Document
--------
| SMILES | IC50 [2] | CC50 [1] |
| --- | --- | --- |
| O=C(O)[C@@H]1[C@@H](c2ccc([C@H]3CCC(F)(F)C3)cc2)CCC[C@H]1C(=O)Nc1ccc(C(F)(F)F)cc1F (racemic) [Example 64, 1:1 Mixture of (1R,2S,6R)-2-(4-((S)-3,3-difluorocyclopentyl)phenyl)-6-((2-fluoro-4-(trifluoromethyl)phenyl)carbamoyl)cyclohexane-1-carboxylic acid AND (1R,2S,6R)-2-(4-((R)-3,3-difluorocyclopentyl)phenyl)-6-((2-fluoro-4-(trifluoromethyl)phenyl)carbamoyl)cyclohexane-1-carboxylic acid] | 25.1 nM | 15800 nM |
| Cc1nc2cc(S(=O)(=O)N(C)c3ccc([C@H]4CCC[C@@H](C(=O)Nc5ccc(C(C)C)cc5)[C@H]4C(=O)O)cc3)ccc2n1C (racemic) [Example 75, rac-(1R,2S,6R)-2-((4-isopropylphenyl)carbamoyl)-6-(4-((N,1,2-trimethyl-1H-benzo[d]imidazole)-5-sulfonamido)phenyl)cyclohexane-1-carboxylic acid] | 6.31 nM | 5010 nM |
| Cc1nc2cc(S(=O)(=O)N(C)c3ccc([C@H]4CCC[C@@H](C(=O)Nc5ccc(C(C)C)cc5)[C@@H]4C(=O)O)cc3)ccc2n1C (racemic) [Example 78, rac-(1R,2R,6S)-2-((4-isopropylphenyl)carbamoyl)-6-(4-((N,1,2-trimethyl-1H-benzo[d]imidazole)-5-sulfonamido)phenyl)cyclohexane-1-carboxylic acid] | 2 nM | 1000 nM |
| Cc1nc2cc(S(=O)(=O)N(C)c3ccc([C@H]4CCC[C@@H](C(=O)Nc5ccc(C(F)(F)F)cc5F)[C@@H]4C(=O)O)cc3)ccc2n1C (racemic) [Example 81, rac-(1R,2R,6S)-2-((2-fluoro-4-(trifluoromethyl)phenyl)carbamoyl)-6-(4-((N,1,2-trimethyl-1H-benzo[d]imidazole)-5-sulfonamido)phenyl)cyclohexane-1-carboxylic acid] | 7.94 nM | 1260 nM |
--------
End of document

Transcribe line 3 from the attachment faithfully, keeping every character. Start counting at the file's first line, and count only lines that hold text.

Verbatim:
| O=C(O)[C@@H]1[C@@H](c2ccc([C@H]3CCC(F)(F)C3)cc2)CCC[C@H]1C(=O)Nc1ccc(C(F)(F)F)cc1F (racemic) [Example 64, 1:1 Mixture of (1R,2S,6R)-2-(4-((S)-3,3-difluorocyclopentyl)phenyl)-6-((2-fluoro-4-(trifluoromethyl)phenyl)carbamoyl)cyclohexane-1-carboxylic acid AND (1R,2S,6R)-2-(4-((R)-3,3-difluorocyclopentyl)phenyl)-6-((2-fluoro-4-(trifluoromethyl)phenyl)carbamoyl)cyclohexane-1-carboxylic acid] | 25.1 nM | 15800 nM |